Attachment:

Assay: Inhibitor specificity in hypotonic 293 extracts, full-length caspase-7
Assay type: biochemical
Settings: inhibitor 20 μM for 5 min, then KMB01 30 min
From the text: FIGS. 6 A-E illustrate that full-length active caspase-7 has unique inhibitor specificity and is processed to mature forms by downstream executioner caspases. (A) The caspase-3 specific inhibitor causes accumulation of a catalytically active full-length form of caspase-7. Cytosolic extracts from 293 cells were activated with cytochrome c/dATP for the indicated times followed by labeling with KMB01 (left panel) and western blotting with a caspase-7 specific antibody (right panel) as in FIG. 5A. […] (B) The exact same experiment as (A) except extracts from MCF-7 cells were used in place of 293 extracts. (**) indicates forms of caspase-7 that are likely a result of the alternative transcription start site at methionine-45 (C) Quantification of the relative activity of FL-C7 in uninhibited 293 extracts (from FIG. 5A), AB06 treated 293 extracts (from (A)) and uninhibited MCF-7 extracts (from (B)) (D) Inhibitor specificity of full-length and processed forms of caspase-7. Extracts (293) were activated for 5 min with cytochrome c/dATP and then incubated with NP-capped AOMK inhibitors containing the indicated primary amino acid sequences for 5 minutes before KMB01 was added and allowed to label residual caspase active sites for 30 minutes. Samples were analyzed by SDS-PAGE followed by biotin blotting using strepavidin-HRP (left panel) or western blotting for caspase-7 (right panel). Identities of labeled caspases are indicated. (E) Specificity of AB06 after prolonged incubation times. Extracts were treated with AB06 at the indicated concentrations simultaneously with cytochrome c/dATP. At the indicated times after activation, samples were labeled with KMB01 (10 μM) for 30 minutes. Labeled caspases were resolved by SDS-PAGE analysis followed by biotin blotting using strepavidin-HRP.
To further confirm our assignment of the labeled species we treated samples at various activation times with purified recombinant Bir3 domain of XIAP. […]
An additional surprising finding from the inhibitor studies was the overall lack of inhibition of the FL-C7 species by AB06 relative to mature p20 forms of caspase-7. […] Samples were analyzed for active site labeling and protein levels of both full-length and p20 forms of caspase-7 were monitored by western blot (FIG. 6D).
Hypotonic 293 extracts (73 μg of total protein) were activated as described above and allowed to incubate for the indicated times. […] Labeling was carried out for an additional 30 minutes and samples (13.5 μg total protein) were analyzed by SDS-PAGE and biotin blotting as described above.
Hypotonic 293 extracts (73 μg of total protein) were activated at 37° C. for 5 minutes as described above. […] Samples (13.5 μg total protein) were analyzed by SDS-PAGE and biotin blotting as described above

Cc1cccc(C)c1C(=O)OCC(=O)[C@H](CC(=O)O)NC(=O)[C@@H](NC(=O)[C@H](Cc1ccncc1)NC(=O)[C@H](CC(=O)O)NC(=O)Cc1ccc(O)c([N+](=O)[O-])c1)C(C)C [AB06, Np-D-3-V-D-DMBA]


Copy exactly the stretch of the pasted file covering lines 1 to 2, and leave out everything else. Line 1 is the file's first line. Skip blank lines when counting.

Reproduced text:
Assay: Inhibitor specificity in hypotonic 293 extracts, full-length caspase-7
Assay type: biochemical